Keeping the Magic of Christmas
We've nearly made it through all of 2020. Whew! Hopefully the final few days will bring the very best! Around here, we've set up our tree, we've put out all the decorations, and Christmas music is playing round the clock. Along with all the lights and glitter comes the excitement of toys and presents, which, of course, we all look forward to, but how do we keep our kids focused on the real spirt of Christmas?
My older kids are getting to the age where making gingerbread houses and looking at Christmas lights isn't as enticing as it once was. For the sake of our younger kids, we still do a lot of those things, but losing the interest of our older kids makes me a little sad! I realize I can't keep everyone thrilled about the season, and always looking like models for a Christmas card, but I still want everyone's willing participation. At least, I don't know, break into song every once in a while... ha!
Okay, now I'll be a little more realistic. These are some of the ways I've managed to keep our growing family in the Christmas spirit--from a 4-year-old all the way up to my 13-year-old.
Keep Them Involved
There are so many activities going on this holiday season--maybe not as many as in previous years, but somehow we all find a way to keep ourselves busy. Give your children a chance to make decisions and involve them in what the family decides to do. It will help them feel like their opinion matters and will keep them engaged.
By doing this, you also get to discover what they deem important. Though obviously not all wishes can be granted, find a way to make sure their (doable) favorites happen--like watching favorite Christmas movies with popcorn and hot chocolate.
This is probably one of my favorite things to do with my kids. There always seems to be opportunities to purchase gifts for those in need. Whether it's some type of Angel Tree or a community gift drive, there are places all over that will gratefully accept anything you offer. We traditionally have taken our kiddos to the store and let them pick out a gift or two to donate to another kid their same age. It has been sweet in years past watching them get excited about buying a toy (for themselves first), and then slowly realize how exciting it will be for the child who receives it.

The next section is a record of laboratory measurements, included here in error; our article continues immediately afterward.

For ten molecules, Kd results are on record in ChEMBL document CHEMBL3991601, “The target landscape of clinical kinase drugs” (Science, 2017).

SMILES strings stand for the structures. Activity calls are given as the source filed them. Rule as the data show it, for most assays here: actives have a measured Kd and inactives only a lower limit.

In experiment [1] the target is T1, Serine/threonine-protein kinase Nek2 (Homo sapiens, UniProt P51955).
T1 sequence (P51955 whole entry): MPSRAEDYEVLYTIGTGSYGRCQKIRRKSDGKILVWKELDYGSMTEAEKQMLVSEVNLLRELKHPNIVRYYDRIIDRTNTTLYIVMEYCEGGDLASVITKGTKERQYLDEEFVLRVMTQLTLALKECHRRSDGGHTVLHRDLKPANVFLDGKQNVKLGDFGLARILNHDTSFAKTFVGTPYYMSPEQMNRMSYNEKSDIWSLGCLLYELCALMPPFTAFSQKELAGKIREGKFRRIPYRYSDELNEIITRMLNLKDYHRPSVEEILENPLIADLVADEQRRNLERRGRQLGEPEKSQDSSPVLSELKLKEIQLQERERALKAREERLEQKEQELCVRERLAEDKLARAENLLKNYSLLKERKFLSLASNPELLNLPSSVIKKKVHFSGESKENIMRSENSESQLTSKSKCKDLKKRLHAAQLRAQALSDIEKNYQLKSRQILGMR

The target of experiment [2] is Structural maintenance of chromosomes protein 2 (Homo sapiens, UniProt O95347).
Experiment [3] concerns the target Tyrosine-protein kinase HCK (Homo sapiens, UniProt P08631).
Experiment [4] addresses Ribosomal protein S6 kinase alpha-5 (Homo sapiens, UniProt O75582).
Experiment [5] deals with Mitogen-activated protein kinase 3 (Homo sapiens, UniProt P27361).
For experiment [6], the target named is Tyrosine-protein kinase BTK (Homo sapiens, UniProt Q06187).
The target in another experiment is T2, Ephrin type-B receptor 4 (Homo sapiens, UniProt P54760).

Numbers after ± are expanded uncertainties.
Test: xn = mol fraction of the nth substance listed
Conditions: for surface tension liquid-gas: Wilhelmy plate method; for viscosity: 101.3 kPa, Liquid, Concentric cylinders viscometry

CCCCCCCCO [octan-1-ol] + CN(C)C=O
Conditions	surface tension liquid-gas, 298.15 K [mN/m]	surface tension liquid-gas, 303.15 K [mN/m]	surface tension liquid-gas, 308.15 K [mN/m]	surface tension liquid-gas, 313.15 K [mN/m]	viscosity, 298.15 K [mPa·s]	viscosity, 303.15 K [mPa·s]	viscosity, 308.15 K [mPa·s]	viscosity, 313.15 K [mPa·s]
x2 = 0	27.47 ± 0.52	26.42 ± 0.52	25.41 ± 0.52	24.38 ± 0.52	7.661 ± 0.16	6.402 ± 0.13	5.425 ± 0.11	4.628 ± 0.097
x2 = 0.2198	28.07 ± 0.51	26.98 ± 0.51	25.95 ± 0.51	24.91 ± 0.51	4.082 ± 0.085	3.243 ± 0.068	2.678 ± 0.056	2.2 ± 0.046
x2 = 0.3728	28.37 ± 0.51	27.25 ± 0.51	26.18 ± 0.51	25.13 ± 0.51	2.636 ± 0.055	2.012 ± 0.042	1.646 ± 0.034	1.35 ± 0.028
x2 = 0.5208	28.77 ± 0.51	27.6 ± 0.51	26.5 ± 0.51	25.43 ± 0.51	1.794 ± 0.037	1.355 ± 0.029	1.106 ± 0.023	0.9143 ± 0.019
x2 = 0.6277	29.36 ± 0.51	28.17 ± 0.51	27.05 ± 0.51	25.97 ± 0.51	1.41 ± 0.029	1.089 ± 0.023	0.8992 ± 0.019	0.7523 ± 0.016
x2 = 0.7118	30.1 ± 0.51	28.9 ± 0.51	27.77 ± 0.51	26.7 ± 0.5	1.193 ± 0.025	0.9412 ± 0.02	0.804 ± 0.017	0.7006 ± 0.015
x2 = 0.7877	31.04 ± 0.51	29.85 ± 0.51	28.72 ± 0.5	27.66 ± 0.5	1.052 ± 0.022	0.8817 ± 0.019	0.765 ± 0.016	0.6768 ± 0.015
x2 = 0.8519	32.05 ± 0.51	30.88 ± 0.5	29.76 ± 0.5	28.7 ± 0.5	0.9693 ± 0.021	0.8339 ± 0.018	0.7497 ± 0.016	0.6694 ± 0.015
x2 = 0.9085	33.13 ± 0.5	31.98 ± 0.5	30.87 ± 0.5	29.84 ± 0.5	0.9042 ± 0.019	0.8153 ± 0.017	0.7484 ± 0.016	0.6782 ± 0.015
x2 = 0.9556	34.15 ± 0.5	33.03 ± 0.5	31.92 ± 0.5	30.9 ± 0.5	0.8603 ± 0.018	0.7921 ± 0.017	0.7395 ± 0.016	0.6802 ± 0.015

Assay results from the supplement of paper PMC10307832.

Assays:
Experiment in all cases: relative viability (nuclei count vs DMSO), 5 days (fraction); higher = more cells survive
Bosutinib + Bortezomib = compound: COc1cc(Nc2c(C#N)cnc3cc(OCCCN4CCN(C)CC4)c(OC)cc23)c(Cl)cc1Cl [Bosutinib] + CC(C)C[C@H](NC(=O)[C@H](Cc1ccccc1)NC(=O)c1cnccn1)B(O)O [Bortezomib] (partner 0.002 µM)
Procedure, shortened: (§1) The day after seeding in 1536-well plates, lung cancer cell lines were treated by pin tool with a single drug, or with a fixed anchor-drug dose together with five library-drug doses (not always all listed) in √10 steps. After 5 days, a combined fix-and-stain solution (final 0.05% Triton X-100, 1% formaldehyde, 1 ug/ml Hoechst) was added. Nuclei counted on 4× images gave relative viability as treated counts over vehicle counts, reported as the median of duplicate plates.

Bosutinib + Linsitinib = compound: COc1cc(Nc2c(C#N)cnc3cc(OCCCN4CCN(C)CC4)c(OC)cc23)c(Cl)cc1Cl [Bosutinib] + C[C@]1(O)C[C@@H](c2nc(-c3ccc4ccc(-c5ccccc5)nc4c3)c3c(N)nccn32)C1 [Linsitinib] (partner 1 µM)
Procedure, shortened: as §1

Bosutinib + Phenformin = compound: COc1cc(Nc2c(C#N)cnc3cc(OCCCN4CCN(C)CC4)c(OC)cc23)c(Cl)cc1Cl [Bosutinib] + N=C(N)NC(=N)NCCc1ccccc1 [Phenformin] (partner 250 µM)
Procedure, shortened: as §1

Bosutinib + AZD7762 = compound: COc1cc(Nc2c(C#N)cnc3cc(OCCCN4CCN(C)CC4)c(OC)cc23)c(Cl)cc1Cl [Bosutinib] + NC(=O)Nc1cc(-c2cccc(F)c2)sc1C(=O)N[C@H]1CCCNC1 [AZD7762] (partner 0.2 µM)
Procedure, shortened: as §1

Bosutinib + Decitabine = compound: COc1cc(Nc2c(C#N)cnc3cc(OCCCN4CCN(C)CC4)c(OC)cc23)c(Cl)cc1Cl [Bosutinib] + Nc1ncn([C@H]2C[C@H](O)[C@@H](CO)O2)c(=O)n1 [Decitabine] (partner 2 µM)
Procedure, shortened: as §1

This year, we've found that we can do our shopping online, so we have the gifts we buy sent directly to the charitable organization we've chosen. It certainly makes things much easier and convenient, and my kids were just as excited scrolling through listings and looking for the perfect gift.
One of my favorite moments happened last year as we were discussing the upcoming Christmas season with our kids. We became aware of an opportunity to donate some money to a family who needed a new van to accommodate their wheelchair-bound son. Because some of my older kids recognized this particular boy, they both got up, and without being prompted, grabbed a couple dollars of their own money to offer to this family. My mom heart couldn't have been more proud. I'm grateful they saw that chance and willingly took it.
Along with donating gifts, December is the perfect time to go through old or outgrown winter clothes, coats, and gloves and donate them to others who have a need.
Winter brings a lot of opportunities for service. It's by example that our kids learn best. Shoveling a neighbor's driveway, opening doors for a stranger, sharing a plate of goodies with friends--our kids can easily participate in these kinds of things, creating memories and joy that they'll remember forever. In turn, these acts of service might become traditions they find themselves looking forward to year after year.